It begins again. Although I can’t even begin to comprehend, understand or remember what this feeling used to be like. Or how strange or vulnerable of an admission that this might now be true: This, the feeling of wanting to be with someone; a willingness again to fall in love. I hope it’s not just because I’m sick of the stupid. But, when it comes down to it, perhaps that’s what the willingness is when you purposefully seek the stories.
The first time it hit me, it came by surprise. But I was just a kid. And after that I sought it: Love. I’d decide I was ready and wish and then I’d see him and think: That’s mine. And then there we’d be, three years or five years later, breaking up, taping our hearts back together and moving on.
It takes the time alone to understand that a broken heart isn’t something to regret or resent. It is something to nurture. Something to understand and keep to yourself until you’re prepared enough to potentially have to tape it back together again. Because with love, as in life, there are no guarantees.
I’ve teetered on the edge for a while, I think you recall. But if I remember correctly, this is what it’s like: Not to be seeking a partner, per say, but the idea of being open to it; wanting to receive it. And what a strange thing it is to admit after such a beautiful, weeded and winding road behind.
When some people are single it doesn’t mean they are ready to be in a relationship. Sometimes it takes all of the time alone to understand – and remember – that love isn’t something to be entered into lightly; that it's worth that step that might send you off a cliff and into a cold ocean of shattering hearts. And when you’re nearly 30, it’s all the more heavy. The mistakes hold the weight of history. We are meant to be wiser than children we once were.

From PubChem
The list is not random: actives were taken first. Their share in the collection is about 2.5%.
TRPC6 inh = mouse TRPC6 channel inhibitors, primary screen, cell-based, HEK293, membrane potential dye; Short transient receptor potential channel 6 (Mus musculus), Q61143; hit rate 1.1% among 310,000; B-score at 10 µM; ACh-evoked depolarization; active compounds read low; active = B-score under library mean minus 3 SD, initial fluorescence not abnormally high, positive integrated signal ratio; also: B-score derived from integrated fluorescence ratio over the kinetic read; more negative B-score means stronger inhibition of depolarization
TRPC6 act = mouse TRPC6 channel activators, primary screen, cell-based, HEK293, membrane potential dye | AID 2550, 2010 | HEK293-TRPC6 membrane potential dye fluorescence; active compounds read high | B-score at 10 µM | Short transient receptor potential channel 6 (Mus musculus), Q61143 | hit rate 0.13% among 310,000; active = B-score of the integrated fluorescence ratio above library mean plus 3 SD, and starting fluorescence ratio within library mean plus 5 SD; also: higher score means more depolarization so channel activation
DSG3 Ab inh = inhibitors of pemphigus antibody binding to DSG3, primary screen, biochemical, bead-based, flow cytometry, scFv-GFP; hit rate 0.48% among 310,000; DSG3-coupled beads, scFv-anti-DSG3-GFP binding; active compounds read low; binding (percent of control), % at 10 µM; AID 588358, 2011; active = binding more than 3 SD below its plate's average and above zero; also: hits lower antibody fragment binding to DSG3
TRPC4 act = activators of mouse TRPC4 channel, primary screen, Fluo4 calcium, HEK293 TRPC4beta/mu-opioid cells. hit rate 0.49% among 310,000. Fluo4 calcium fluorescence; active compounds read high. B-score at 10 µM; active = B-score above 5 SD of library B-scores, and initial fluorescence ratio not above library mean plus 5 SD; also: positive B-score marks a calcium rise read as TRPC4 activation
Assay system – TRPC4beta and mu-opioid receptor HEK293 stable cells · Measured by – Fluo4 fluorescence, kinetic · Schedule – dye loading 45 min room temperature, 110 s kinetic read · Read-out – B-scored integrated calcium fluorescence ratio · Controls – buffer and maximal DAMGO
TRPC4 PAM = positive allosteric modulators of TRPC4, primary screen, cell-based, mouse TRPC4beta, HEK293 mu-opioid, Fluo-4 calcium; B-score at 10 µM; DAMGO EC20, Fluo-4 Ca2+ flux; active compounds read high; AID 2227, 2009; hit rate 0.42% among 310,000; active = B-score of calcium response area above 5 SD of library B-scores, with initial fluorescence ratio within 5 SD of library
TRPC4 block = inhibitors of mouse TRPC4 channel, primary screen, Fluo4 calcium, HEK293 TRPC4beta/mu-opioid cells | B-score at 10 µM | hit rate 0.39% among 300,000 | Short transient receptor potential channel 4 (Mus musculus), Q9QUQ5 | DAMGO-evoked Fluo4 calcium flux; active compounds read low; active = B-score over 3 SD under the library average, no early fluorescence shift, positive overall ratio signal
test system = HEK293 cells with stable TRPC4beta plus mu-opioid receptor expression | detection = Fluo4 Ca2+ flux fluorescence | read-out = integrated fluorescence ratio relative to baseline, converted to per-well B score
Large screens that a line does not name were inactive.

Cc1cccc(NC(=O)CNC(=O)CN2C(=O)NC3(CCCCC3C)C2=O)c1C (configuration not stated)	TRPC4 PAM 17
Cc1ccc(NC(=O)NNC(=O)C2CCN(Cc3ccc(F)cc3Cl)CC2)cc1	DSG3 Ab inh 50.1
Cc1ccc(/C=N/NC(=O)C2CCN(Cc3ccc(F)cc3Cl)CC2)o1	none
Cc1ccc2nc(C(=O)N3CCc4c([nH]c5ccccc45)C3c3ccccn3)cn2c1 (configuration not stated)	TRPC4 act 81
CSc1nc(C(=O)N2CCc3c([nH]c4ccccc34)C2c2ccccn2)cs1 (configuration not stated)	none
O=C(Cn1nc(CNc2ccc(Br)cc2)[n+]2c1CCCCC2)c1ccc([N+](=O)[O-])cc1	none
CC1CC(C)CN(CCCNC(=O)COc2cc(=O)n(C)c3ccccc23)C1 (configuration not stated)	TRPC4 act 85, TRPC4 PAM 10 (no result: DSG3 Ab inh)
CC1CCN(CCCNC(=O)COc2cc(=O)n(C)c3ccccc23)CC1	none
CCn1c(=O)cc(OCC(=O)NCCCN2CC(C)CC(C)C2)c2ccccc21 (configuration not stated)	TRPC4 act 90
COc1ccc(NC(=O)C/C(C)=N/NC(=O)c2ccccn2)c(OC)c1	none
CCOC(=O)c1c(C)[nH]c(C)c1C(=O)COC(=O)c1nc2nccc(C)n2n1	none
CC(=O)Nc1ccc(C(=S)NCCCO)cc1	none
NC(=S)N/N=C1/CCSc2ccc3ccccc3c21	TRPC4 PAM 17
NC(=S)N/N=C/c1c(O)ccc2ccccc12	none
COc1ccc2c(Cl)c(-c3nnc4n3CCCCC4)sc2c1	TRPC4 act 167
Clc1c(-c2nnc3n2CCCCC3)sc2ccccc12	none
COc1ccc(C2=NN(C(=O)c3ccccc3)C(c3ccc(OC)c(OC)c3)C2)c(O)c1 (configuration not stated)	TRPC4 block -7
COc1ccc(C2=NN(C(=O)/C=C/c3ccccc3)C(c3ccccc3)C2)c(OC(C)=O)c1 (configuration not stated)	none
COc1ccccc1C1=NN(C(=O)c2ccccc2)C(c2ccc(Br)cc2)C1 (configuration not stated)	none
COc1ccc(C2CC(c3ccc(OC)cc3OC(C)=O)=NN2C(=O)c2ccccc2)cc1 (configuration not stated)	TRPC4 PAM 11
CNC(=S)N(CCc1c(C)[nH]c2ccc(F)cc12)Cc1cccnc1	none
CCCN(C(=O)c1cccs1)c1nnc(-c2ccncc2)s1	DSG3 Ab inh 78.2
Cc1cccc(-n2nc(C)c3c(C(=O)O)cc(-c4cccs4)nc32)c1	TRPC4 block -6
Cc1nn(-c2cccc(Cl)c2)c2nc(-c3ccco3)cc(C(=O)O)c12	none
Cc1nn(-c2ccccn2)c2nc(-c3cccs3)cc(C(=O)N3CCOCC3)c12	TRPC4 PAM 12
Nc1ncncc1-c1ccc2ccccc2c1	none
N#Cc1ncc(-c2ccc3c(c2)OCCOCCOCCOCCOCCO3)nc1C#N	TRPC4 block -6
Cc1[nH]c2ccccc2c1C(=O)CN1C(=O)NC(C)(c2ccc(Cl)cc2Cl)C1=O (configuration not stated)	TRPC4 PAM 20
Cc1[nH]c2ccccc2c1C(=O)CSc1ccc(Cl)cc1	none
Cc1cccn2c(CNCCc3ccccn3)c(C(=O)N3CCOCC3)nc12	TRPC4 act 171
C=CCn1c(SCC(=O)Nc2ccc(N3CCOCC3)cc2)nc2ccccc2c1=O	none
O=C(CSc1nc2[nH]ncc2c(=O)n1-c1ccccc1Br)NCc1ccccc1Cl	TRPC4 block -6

How well we know ourselves now is directly reflected in who we choose to spend our time with and declare as our better half. How much we learn that's well worth the time alone to find out who we are, so we can find out what we need in another person. How important it is to know that it is so much lonelier in the wrong relationship than it is in the one with just yourself.
I think it’s hard for people to admit the things they want aloud because if they don’t attain them, then they feel like a failure. But life does what it wants in its own time. It is a strange concept brought up to think that you’re nobody unless somebody loves you; to feel we’re failing unless we’re partnered up. You can't find yourself in the eyes of someone else. Love yourself first should be the concept; define who you are, then find someone who loves that definition.
I think it is important to cherish the moments we have when we have them. I’m single now, but I won’t always be. I want a partner, but I’m willing to wait as long as it takes for my happiness. In the meantime, I have to remind myself – as many singles tend to forget – that we have forever to be taken, we have but a short time to be just who we are with the wonderful people we’ve chosen as family, until we have found enough happiness to make one of our own.
What a powerful thing to have cultivated a life for oneself. A life so rooted in independence and, yes, selfishness, that when that life is disrupted, we can recognize the threat. The past isn’t haunting: It is a book of beautifully tangled chapters and lessons throughout. And what a lovely sentiment it is to realize that you’ve made a life so pleasant for yourself that anyone who doesn’t enrich it, quite simply isn’t worth the time.
I wouldn’t trade the last five years for anything. My proverbial balls are so much bigger than they used to be. I’m proud of that. My want and willingness playing proof that I am my own security, my stories and everything I wanted to experience and become. It has exceeded my expectations. I have exceeded my expectations.
Now it’s just time to hope I can find a good man who doesn’t whistle from his nose; rather he can find me. I’ll be waiting patiently…still dancing. But I’m here now.